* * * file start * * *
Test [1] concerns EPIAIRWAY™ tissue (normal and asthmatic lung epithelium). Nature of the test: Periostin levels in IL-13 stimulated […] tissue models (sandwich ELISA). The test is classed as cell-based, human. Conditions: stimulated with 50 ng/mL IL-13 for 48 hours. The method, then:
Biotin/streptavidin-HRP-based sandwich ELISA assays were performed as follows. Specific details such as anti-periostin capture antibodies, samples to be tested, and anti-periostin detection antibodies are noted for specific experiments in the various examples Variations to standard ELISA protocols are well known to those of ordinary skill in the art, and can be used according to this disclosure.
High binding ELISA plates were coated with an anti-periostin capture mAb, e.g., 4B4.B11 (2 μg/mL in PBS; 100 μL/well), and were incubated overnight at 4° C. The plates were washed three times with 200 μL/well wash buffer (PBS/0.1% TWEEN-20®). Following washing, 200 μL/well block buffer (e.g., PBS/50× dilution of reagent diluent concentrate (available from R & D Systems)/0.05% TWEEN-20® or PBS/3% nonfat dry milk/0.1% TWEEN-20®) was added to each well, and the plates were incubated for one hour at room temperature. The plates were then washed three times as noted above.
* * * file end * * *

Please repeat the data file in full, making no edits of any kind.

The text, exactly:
Test [1] concerns EPIAIRWAY™ tissue (normal and asthmatic lung epithelium). Nature of the test: Periostin levels in IL-13 stimulated […] tissue models (sandwich ELISA). The test is classed as cell-based, human. Conditions: stimulated with 50 ng/mL IL-13 for 48 hours. The method, then:
Biotin/streptavidin-HRP-based sandwich ELISA assays were performed as follows. Specific details such as anti-periostin capture antibodies, samples to be tested, and anti-periostin detection antibodies are noted for specific experiments in the various examples Variations to standard ELISA protocols are well known to those of ordinary skill in the art, and can be used according to this disclosure.
High binding ELISA plates were coated with an anti-periostin capture mAb, e.g., 4B4.B11 (2 μg/mL in PBS; 100 μL/well), and were incubated overnight at 4° C. The plates were washed three times with 200 μL/well wash buffer (PBS/0.1% TWEEN-20®). Following washing, 200 μL/well block buffer (e.g., PBS/50× dilution of reagent diluent concentrate (available from R & D Systems)/0.05% TWEEN-20® or PBS/3% nonfat dry milk/0.1% TWEEN-20®) was added to each well, and the plates were incubated for one hour at room temperature. The plates were then washed three times as noted above.